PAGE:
I hear you guys about adjusting stem and bar combinations, but all in all, it seems like with those options, you are really only adjusting hand position. Understandably it does make a bit of a difference, I guess I'm just not sure how much of a difference. I'll try some of those suggestions and go from there. Hell, if worse comes to worse, I'll go the Talas direction next year, I am sure dropping the front end to 130mm on climbs will definitely keep the nose down.
 

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hssp said:
Throw away that Long Stem. It is dead. If you need longer stem to get more weight up front on a 575, you either have a too small frame or you need to work on your technique... Never been happier than when I went for a 60mm stem a bit lower than the 90mm (which is as long as a stem can get before it turns into a Long Stem (R.I.P.)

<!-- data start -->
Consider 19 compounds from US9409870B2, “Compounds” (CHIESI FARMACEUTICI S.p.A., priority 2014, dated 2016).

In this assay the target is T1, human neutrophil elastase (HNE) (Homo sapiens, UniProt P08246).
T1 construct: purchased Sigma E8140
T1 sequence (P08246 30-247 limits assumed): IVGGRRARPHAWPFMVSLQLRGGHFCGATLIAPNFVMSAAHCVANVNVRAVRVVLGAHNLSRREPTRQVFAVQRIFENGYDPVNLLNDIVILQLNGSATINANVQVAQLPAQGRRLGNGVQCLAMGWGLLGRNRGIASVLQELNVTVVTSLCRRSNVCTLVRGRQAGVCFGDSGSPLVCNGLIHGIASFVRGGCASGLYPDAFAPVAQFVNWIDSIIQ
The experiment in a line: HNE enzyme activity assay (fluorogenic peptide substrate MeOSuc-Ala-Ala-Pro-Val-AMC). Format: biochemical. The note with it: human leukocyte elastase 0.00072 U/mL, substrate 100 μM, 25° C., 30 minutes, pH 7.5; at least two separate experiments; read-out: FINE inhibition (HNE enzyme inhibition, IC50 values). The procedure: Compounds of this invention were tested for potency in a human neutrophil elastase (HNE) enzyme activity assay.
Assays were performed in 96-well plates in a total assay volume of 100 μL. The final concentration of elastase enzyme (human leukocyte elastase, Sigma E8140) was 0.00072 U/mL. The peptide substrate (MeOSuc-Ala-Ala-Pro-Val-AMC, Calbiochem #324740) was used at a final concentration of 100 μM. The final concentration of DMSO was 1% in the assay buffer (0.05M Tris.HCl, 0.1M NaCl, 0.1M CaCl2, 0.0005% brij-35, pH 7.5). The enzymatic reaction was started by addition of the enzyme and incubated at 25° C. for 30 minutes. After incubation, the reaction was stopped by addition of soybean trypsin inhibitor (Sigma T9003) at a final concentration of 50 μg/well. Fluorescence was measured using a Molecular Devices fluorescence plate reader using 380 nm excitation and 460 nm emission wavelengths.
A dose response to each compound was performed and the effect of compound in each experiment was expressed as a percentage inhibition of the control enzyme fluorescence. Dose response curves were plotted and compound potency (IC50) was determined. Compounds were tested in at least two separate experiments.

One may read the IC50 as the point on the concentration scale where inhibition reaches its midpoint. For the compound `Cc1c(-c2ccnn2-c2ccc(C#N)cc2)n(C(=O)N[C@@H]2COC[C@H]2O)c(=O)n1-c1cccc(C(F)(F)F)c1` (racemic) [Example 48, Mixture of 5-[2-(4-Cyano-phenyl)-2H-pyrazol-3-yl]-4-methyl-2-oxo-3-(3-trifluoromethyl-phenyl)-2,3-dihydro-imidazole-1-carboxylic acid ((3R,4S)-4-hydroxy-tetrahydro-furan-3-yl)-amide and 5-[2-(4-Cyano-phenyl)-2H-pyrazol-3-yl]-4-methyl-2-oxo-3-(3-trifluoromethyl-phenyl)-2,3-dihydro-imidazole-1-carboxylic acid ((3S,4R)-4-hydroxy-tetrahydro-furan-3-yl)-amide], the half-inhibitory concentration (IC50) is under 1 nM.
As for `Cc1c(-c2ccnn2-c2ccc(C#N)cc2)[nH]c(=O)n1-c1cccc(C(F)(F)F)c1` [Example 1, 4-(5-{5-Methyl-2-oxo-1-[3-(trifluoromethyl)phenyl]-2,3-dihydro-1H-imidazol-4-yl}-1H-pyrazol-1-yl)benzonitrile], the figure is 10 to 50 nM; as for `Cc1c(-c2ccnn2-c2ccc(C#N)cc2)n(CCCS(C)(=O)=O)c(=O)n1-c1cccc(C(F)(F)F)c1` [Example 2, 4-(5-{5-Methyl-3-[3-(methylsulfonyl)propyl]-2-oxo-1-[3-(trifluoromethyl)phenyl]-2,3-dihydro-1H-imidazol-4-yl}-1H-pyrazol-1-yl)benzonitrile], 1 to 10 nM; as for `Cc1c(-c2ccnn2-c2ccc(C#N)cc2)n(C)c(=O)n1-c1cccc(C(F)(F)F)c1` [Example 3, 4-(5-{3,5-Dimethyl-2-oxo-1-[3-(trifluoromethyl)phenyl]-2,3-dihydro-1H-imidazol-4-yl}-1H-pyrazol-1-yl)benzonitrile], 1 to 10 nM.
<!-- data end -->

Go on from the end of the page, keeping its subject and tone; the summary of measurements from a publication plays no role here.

not sure if you're talking to me, but i'm 5'-9 on a medium, if i got a large i wouldn't reach the pedals :D. i am on a 140mm fork if that makes a difference. i'll stay in the 90-100 stem range, thanks for the advice (if it was for me).
 

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I came upon this thread after taking out my new ride with non-adjustable forks (2008/9? 26" rebas @ 100mm) I was wandering all over the place. One thing that helped me out quite a bit was moving my saddle rails as far forward as I could. This bike (RM Blizzard) has similar angles to my ETS-x, which has the talas, and man, as mentioned, what a difference lowering the front end makes! I'm going to try a slightly higher rise bar. Like you I ran through the same list of things to change, stem, bars, etc. I even tried playing with tire pressures.
It's like riding in the 90's again.